A ship spills oil, a president creates an environmental monument and high prices for tuna.
Sun, Jan 05, 2014 at 6:00 AM
Jan. 5, 1993:
In the midst of a fierce winter storm, the tanker M/V Braer
runs aground in the Shetland Islands, north of Scotland. The Braer spills 85,000 tons, or about 650,000 barrels of oil, some of which reaches the rocky inlets and shoreline of the Shetlands.
Jan. 5, 2006:
Citing a failure to halt illegal trading in beluga caviar, the Convention on Trade in Endangered Species (CITES) bans all trading in the increasingly endangered export from the Caspian Sea. The ban is lifted
a year later.
Jan. 5, 2009:
U.S. President George W. Bush creates the Marianas Marine National Monument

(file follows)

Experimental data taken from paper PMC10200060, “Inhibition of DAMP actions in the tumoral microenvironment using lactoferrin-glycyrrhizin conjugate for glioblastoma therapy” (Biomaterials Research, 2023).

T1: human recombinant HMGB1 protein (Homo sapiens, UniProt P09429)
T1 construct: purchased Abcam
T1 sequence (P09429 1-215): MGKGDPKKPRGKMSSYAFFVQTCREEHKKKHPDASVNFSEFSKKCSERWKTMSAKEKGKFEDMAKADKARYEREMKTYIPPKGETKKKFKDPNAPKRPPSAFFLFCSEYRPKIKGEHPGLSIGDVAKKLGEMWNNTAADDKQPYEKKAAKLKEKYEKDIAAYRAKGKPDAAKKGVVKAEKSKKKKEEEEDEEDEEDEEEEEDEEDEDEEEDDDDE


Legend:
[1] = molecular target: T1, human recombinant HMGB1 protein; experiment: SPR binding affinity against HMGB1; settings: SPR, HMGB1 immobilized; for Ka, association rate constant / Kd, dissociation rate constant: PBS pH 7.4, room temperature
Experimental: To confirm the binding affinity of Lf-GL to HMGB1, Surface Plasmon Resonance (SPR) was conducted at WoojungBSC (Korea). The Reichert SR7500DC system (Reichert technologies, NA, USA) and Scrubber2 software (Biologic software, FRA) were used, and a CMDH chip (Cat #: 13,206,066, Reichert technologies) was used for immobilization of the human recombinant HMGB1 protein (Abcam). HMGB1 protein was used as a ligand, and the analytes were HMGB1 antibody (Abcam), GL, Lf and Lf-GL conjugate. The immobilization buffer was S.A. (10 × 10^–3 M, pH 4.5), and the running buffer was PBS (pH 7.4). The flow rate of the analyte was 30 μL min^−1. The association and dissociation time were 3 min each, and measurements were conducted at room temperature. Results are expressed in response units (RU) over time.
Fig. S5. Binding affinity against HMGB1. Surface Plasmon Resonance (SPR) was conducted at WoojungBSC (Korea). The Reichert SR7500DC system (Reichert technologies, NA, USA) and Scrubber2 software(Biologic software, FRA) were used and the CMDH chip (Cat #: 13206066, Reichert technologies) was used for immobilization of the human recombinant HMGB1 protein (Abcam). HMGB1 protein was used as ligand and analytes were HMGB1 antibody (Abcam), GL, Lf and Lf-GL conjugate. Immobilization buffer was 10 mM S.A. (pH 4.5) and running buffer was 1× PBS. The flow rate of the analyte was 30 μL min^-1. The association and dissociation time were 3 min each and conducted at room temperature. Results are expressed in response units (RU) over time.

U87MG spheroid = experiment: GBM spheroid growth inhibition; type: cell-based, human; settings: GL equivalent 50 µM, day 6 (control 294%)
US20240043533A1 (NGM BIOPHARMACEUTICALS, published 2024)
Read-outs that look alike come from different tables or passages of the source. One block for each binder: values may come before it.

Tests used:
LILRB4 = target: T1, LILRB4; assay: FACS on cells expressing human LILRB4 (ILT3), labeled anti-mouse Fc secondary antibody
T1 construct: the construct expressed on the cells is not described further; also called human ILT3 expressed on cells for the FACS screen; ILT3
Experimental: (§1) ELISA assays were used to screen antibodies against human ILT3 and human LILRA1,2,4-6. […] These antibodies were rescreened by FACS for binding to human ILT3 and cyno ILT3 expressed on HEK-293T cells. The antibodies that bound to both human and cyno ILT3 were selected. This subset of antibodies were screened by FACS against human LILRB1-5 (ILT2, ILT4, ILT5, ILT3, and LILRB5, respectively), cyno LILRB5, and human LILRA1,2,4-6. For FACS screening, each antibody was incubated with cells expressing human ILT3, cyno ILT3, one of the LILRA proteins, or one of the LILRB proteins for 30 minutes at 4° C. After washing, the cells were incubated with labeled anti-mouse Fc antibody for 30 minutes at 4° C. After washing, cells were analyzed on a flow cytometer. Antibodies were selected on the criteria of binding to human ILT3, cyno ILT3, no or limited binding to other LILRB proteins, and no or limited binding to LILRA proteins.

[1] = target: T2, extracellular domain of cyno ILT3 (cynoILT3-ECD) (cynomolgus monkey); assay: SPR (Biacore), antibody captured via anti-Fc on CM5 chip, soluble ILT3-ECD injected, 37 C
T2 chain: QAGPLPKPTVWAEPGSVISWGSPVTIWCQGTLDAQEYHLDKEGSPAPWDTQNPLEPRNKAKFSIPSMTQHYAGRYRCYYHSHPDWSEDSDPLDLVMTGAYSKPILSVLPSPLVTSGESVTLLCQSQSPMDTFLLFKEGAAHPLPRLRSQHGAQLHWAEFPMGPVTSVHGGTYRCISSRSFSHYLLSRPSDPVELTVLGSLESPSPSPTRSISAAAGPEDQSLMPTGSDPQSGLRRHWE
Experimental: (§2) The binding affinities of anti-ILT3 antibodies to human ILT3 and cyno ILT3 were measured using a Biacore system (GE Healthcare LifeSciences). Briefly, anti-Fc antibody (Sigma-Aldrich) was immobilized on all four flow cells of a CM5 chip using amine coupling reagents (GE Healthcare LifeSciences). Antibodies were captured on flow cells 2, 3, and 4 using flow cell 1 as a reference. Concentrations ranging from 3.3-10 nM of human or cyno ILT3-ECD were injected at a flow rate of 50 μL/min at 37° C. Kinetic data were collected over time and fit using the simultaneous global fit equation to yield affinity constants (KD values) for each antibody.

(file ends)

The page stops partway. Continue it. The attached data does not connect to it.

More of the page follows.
, protecting millions of acres of unique marine habitat, including elaborate coral structures and the Marianas Trench, the deepest ocean area in the world.
Jan. 5, 2010:
The BBC reports
that a 232-kilogram (511 pounds) bluefin tuna brings a record price at the Tokyo Fish Market. The fish, prized for sushi from its belly meat but increasingly endangered, sells for ¥16.3 million, or $175,000.
Photo: Jean Kenyon, NOAA/AP
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